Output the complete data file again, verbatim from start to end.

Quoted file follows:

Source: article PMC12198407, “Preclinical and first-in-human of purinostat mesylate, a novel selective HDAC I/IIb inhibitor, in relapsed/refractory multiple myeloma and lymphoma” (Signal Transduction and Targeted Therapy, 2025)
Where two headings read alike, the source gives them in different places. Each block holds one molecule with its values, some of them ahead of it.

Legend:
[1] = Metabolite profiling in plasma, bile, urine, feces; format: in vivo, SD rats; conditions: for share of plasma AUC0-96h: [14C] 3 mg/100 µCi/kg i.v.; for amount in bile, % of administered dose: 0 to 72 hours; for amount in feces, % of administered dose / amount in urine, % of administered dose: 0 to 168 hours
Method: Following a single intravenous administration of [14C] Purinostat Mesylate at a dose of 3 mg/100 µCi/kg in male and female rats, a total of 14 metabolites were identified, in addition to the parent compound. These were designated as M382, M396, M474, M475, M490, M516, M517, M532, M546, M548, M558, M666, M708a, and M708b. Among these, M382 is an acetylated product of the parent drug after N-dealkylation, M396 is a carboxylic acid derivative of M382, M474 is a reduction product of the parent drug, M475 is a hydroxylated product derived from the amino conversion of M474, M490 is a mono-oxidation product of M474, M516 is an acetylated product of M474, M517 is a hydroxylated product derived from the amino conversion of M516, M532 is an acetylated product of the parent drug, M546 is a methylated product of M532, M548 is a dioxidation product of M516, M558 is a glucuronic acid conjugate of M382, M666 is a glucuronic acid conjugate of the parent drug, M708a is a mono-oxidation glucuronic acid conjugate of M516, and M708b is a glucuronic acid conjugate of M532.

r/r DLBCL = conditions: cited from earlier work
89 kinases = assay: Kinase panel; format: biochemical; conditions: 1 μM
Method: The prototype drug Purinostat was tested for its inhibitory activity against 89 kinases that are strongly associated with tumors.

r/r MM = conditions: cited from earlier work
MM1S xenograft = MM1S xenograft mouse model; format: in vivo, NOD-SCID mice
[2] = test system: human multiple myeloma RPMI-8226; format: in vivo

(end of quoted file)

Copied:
Source: article PMC12198407, “Preclinical and first-in-human of purinostat mesylate, a novel selective HDAC I/IIb inhibitor, in relapsed/refractory multiple myeloma and lymphoma” (Signal Transduction and Targeted Therapy, 2025)
Where two headings read alike, the source gives them in different places. Each block holds one molecule with its values, some of them ahead of it.

Legend:
[1] = Metabolite profiling in plasma, bile, urine, feces; format: in vivo, SD rats; conditions: for share of plasma AUC0-96h: [14C] 3 mg/100 µCi/kg i.v.; for amount in bile, % of administered dose: 0 to 72 hours; for amount in feces, % of administered dose / amount in urine, % of administered dose: 0 to 168 hours
Method: Following a single intravenous administration of [14C] Purinostat Mesylate at a dose of 3 mg/100 µCi/kg in male and female rats, a total of 14 metabolites were identified, in addition to the parent compound. These were designated as M382, M396, M474, M475, M490, M516, M517, M532, M546, M548, M558, M666, M708a, and M708b. Among these, M382 is an acetylated product of the parent drug after N-dealkylation, M396 is a carboxylic acid derivative of M382, M474 is a reduction product of the parent drug, M475 is a hydroxylated product derived from the amino conversion of M474, M490 is a mono-oxidation product of M474, M516 is an acetylated product of M474, M517 is a hydroxylated product derived from the amino conversion of M516, M532 is an acetylated product of the parent drug, M546 is a methylated product of M532, M548 is a dioxidation product of M516, M558 is a glucuronic acid conjugate of M382, M666 is a glucuronic acid conjugate of the parent drug, M708a is a mono-oxidation glucuronic acid conjugate of M516, and M708b is a glucuronic acid conjugate of M532.

r/r DLBCL = conditions: cited from earlier work
89 kinases = assay: Kinase panel; format: biochemical; conditions: 1 μM
Method: The prototype drug Purinostat was tested for its inhibitory activity against 89 kinases that are strongly associated with tumors.

r/r MM = conditions: cited from earlier work
MM1S xenograft = MM1S xenograft mouse model; format: in vivo, NOD-SCID mice
[2] = test system: human multiple myeloma RPMI-8226; format: in vivo